May 19, 2005 Discussions on day two of the Association of Caribbean Commissioners of Police focused on the communities' role in the safety and security of visitors. In another part of the hotel complex at the Carambola Beach Resort, vendors displayed state-of-the-art forensic and computer technology designed to take crime fighting to a new level.
The small Caribbean island of Aruba, which credits 80 percent of its income to tourism, was facing serious threats to its livelihood. Drug sales on the beaches, problems with illegal vendors and petty theft crimes against tourists all threatened to negatively impact tourism.
Marcia Grobman, program coordinator of the Aruba Hospitality and Security Foundation, told how a group of private citizens partnered with the Aruba police to take back their island from the criminal element. She gave a presentation titled "The Aruba Visibility Team: A Model Visitor, Safety and Security Project."
Aruba's solution to crime was a "visibility team" made of private security guards who receive training from the police force to augment police manpower in tourist-populated areas. Grobman credited the concept of the visibility team to Roland Bernadina, Aruba police commissioner. The program, which began in 2000, allowed an overextended police force to utilize additional manpower paid by private funding. Grobman said the program saw immediate results. Analysis of statistics showed a decline in crime, decrease in drug sales, favorable comments from tourists and positive dialogue between the private and public sectors.
Grobman said the visibility team, who wear white t-shirts and blue caps while on patrol, have earned high praise from tourists who rely on team members for anything from a purse snatching to vendor harassment and recommendations of a good Chinese restaurant. The team does not come without a price, however. Monthly donations from private businesses are funneled through a non-profit foundation to pay for the security personnel and equipment. In 2004, the team had an operating expense of $123,000, which was used to purchase a pickup truck, bicycles, all-terrain vehicles, two-way radio communications, training and to pay for a headquarters and utilities.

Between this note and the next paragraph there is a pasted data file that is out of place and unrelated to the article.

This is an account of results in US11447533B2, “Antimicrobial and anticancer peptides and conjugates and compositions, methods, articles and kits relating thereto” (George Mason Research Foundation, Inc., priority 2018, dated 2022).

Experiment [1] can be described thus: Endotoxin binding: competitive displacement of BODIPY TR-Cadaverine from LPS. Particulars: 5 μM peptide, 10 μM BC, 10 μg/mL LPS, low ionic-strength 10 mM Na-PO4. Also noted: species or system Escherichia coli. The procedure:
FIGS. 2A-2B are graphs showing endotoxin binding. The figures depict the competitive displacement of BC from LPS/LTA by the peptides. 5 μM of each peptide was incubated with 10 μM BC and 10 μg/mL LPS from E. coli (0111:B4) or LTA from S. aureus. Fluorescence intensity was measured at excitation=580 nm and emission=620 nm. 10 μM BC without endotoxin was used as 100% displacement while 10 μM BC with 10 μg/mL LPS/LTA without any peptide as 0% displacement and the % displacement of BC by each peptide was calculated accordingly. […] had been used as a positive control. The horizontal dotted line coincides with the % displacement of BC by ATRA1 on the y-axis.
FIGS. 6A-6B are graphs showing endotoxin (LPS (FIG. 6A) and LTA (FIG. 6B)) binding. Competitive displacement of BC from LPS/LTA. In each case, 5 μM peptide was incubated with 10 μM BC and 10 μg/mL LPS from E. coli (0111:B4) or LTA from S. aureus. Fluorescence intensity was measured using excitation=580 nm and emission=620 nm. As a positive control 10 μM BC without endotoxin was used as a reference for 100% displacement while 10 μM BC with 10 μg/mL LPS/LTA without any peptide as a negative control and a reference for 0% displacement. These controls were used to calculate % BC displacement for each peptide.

In 2005, the AH&SF is expanding and increasing awareness of the program. Grobman said that in addition to the visibility that translates to higher visitor perception of security, the police force has more time to respond to more serious crimes.
Another section of the hotel is reserved for vendors of police products. Michael Clamen, regional director of forensic technology for Integrated Ballistics Identification System, stood by his display area ready to espouse the benefits of his product. The Virgin Islands already has one of these," Clamen said, referring to the $17,000 piece of equipment designed to collect and compare ballistic evidence. "I am here to increase awareness in the Caribbean on how technology can assist in law enforcement." Raymond Reynolds sat in front of a display of firearms produced by SigArms, which provides pistols for some branches of the U.S. Department of Homeland Security. Four semi-automatic models were on display. For all the police's wireless solutions, Comtex and Datmax were ready with the latest in computer technology. To combat drunk driving, Intoximeters Inc. showed three types of equipment to test alcohol content on a suspect's breath. The breathalyzers were either hand held, enclosed in an attaché case or a desktop model. Representative Mark Gilmer said the V.I. Office of Highway Safety already has four of the attaché type equipment, priced at $3,700 each, and two desktop models, priced at $5,600 each.
Several of the commissioners and delegates traveled with their wives to the conference, which ends May 24. Spousal social activities included shopping in Christiansted and Frederiksted and a day trip to St. Thomas and St. John on Friday.
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